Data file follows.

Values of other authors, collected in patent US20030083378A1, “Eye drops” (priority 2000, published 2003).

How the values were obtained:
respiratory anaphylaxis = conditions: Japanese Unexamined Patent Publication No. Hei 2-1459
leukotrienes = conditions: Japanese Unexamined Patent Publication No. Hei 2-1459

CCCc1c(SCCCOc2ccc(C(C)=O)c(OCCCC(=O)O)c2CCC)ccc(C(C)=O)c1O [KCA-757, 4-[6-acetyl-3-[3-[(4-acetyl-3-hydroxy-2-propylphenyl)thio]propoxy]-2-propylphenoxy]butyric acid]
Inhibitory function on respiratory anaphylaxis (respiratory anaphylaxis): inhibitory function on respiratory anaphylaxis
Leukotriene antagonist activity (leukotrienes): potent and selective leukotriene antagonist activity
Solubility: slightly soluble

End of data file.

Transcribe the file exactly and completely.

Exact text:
Values of other authors, collected in patent US20030083378A1, “Eye drops” (priority 2000, published 2003).

How the values were obtained:
respiratory anaphylaxis = conditions: Japanese Unexamined Patent Publication No. Hei 2-1459
leukotrienes = conditions: Japanese Unexamined Patent Publication No. Hei 2-1459

CCCc1c(SCCCOc2ccc(C(C)=O)c(OCCCC(=O)O)c2CCC)ccc(C(C)=O)c1O [KCA-757, 4-[6-acetyl-3-[3-[(4-acetyl-3-hydroxy-2-propylphenyl)thio]propoxy]-2-propylphenoxy]butyric acid]
Inhibitory function on respiratory anaphylaxis (respiratory anaphylaxis): inhibitory function on respiratory anaphylaxis
Leukotriene antagonist activity (leukotrienes): potent and selective leukotriene antagonist activity
Solubility: slightly soluble